For the first time in a very long time, I can honestly say that an Ishii match was disappointing. Usually, I praise Ishii for being this awesome damage sponge whose one main selling point has this magical ability to never get old or stale. Except that it did get stale here. For some reason, Ishii and Takagi didn’t pull off anything special here. Even though this was hyped to the moon as the first-ever Ishii-Takagi singles match, it didn’t meet expectations and certainly doesn’t live up to its alleged legendary status as a greater-than-5-Stars-match.

A big part of this match’s shortcomings came from Takagi’s style. After seeing several high-profile Takagi matches, I can honestly say that he wrestles like an inverted Kenny Omega, i.e. he sprints around like crazy but focuses on arm strikes while Omega focuses on kicks and knees. But other than that limb inversion, Omega and Takagi are more or less the same: they rush at their opponents at blistering speed, never slow down, and rarely sell. Although both of them can be exciting under the right circumstances, Takagi, like Omega, requires the right opponent to allow his style to shine. Ishii was not that opponent. Ishii shines when his opponents mock him and he fights from underneath and then surprises them with his tenacity. Ishii’s match with Okada in the 2016 G1 was a great example of this: Ishii was the underdog and he managed to survive more or less everything Okada threw at him and then beat him. that match was compelling because Ishii was the underdog, even though he was way tougher than Okada.

This match with Takagi was different. Takagi bounced off Ishii and did a lot of random stuff early on that didn’t fit the match. This was a match in which Takagi had to prove himself against Ishii while Ishii was established no matter what. And Ishii’s biggest selling point was that he goes from zero to sixty in less than a minute and doesn’t stop until either he or his opponent is dead. Here, Takagi tried to slow the match down early on and did plenty of stuff that added nothing to the match. It would’ve been way better if Takagi followed Ishii’s lead and stayed at that sprint and gradually slowed down as both wrestlers ran out of gas. Instead, there was a relatively bland middle portion that accomplished nothing, especially since both guys just started running around clotheslining each other anyway.

And as great as the no-sell moments were, both Ishii and Takagi went a bit too far with those ideas. Takagi took several chops to his throat and stopped selling soon after. Both guys smashed each other’s heads into the turnbuckles and those moves had no effect. But most importantly, there were over twenty lariats hit by both wrestlers. The lariat was in this match what superkicks have been to NXT and AEW wrestlers over the past several years: a supposed big move watered down to the point of insignificance. The match got very excessive and silly at one point. I get that both guys were trying very hard to paint themselves as indestructible forces. But they went about it the wrong way. Their no-selling approach lost its effect midway through the match so by the end going back to that same well caused the match to come across more silly and not as tense or exciting as typical Ishii or Takagi matches.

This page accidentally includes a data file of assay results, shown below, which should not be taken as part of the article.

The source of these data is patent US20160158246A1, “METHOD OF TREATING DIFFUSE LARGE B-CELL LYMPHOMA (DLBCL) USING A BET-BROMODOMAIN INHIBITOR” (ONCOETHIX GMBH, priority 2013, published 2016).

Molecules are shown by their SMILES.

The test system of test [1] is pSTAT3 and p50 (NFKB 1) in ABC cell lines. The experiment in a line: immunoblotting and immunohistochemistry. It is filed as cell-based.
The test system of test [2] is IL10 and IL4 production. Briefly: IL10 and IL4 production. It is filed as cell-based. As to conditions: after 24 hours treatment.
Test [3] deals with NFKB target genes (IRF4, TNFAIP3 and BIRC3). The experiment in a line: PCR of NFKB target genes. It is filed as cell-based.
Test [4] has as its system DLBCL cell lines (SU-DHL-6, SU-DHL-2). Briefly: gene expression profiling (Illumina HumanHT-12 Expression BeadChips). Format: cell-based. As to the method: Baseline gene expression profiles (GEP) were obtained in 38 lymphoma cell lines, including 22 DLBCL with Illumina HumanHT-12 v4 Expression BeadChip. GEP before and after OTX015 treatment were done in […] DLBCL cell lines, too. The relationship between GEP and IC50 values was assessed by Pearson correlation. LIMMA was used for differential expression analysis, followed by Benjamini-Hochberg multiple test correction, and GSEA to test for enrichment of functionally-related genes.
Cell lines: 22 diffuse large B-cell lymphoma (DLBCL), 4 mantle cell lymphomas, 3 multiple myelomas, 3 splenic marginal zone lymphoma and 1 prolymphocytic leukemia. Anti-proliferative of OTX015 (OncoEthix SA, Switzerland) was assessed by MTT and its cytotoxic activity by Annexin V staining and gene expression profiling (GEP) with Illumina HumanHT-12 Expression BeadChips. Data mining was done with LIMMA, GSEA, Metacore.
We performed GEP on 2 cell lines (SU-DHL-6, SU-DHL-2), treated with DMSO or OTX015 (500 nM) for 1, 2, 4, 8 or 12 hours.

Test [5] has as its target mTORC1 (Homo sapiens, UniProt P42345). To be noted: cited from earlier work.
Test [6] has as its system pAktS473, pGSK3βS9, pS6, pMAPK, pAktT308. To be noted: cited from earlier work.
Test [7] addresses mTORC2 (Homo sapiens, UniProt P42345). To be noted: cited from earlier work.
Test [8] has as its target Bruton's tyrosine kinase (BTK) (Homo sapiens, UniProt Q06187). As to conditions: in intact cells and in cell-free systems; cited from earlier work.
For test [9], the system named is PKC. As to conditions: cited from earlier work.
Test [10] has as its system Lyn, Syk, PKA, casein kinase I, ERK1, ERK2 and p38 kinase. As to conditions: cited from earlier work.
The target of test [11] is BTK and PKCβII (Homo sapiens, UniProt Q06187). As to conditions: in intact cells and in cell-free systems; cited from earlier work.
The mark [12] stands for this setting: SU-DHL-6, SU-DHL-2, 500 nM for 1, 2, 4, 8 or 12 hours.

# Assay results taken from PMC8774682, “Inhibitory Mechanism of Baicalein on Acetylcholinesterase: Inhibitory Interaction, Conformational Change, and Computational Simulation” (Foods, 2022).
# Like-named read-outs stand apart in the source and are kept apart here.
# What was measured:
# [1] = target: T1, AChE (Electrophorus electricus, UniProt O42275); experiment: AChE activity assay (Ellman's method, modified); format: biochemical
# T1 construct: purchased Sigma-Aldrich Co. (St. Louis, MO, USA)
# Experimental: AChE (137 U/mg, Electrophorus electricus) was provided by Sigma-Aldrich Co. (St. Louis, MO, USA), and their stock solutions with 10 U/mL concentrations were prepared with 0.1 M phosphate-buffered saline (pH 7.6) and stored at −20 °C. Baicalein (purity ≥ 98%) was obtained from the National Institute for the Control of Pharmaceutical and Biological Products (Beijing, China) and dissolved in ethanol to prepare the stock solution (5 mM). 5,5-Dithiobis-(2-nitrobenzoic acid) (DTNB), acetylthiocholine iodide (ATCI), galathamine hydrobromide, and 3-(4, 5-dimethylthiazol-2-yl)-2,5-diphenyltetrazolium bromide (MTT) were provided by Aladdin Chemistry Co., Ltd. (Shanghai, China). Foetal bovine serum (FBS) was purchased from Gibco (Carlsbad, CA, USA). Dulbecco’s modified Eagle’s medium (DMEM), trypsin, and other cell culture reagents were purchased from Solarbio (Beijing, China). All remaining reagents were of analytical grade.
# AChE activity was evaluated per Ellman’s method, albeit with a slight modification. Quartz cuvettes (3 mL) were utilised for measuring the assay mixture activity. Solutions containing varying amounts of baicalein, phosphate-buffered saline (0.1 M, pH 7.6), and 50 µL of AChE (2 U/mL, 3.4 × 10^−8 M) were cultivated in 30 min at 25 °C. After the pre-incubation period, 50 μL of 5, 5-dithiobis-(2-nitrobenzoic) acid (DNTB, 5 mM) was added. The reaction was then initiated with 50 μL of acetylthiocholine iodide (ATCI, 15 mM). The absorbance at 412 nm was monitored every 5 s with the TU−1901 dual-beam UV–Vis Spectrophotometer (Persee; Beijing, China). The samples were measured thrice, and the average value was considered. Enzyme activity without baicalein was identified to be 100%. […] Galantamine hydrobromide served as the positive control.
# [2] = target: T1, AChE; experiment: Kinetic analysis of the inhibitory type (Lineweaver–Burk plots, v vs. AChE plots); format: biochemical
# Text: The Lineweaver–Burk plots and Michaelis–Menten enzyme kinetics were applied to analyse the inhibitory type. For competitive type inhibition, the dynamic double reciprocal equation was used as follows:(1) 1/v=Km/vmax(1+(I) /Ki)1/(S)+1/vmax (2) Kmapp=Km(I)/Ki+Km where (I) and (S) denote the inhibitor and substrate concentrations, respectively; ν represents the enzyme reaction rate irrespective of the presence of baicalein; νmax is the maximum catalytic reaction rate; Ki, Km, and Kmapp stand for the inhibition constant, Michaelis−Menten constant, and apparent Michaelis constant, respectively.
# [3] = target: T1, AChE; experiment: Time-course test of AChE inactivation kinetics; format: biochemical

Furthermore, one thing common to most big Ishii matches is that his opponent usually struggles to get him to sell anything, but if they hit him hard enough he’ll sell for them. As such, any wrestler or move that causes the stone-faced Stone Pitbull to betray his trademark stoicism and show pain is seen as a big deal and therefore gets over with the crowd. They tried that spot here but it just didn’t work. Even when Ishii told Takagi to hit him and then finished that long sequence by staggering, it didn’t have the same dramatic effect. These two wrestlers just ran into each other spamming moves and strikes without any sense of logic. Even with the typical crazy back-and-forth wild counter sequence at the end, this match didn’t venture into new territory, nor did it feature anything special. If this match took place in AEW or in WWE, even those fan groups would look at this match and think the match was a bit too over the top.

Final Rating: ****1/4

I know Ishii has a loyal cult following on the internet these days, but even the most devoted Ishii fans don’t need to revisit this match. It still has its strong points, especially with the overall match story of two bulls charging into each other until one of them stops moving. But these two lost the sense of knowing when to stop with a certain idea. They just threw bombs and lariats at each other over and over. That’s usually fun and exciting but not so here. All the big moves these guys landed lost any sense of importance or meaning to the match.

If you really want to see Ishii in his prime, watch his G1 matches with Okada, Ibushi (2018) Goto (2014 and 2018), Nakamura (2014), Omega (2018), Tanahashi (2013) or Shibata (2013). As for Takagi, he’s had a handful of great matches, such as against Okada in 2020 and Ospreay in both 2019 and 2021. Because for some strange reason, these two great wrestlers just didn’t mesh well together here.

Thanks for reading. You can email me with any questions or comments, and be sure to check out my 5-Star and Almost 5-Star Match Reviews series here.